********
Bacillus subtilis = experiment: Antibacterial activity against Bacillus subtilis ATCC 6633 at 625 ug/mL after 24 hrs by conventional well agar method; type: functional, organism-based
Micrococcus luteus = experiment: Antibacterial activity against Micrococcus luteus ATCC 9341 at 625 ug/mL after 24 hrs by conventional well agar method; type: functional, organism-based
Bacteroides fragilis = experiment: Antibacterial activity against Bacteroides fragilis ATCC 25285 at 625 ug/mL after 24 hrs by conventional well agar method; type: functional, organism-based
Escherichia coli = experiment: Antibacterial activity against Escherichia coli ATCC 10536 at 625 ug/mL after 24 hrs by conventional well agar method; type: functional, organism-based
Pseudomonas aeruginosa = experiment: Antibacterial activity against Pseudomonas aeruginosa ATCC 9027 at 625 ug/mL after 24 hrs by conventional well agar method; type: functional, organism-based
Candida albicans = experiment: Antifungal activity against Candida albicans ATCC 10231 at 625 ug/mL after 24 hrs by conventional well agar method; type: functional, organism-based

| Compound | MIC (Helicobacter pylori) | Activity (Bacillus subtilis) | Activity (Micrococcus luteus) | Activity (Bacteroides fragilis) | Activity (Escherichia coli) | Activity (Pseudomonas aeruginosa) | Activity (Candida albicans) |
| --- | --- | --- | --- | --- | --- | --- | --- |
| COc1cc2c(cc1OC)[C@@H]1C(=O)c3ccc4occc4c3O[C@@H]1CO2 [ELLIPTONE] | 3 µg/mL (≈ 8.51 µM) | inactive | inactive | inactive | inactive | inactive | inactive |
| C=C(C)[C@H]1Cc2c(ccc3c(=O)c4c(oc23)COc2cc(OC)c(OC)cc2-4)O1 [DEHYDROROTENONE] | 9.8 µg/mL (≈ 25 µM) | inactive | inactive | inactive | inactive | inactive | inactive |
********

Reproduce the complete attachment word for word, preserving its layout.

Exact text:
Bacillus subtilis = experiment: Antibacterial activity against Bacillus subtilis ATCC 6633 at 625 ug/mL after 24 hrs by conventional well agar method; type: functional, organism-based
Micrococcus luteus = experiment: Antibacterial activity against Micrococcus luteus ATCC 9341 at 625 ug/mL after 24 hrs by conventional well agar method; type: functional, organism-based
Bacteroides fragilis = experiment: Antibacterial activity against Bacteroides fragilis ATCC 25285 at 625 ug/mL after 24 hrs by conventional well agar method; type: functional, organism-based
Escherichia coli = experiment: Antibacterial activity against Escherichia coli ATCC 10536 at 625 ug/mL after 24 hrs by conventional well agar method; type: functional, organism-based
Pseudomonas aeruginosa = experiment: Antibacterial activity against Pseudomonas aeruginosa ATCC 9027 at 625 ug/mL after 24 hrs by conventional well agar method; type: functional, organism-based
Candida albicans = experiment: Antifungal activity against Candida albicans ATCC 10231 at 625 ug/mL after 24 hrs by conventional well agar method; type: functional, organism-based

| Compound | MIC (Helicobacter pylori) | Activity (Bacillus subtilis) | Activity (Micrococcus luteus) | Activity (Bacteroides fragilis) | Activity (Escherichia coli) | Activity (Pseudomonas aeruginosa) | Activity (Candida albicans) |
| --- | --- | --- | --- | --- | --- | --- | --- |
| COc1cc2c(cc1OC)[C@@H]1C(=O)c3ccc4occc4c3O[C@@H]1CO2 [ELLIPTONE] | 3 µg/mL (≈ 8.51 µM) | inactive | inactive | inactive | inactive | inactive | inactive |
| C=C(C)[C@H]1Cc2c(ccc3c(=O)c4c(oc23)COc2cc(OC)c(OC)cc2-4)O1 [DEHYDROROTENONE] | 9.8 µg/mL (≈ 25 µM) | inactive | inactive | inactive | inactive | inactive | inactive |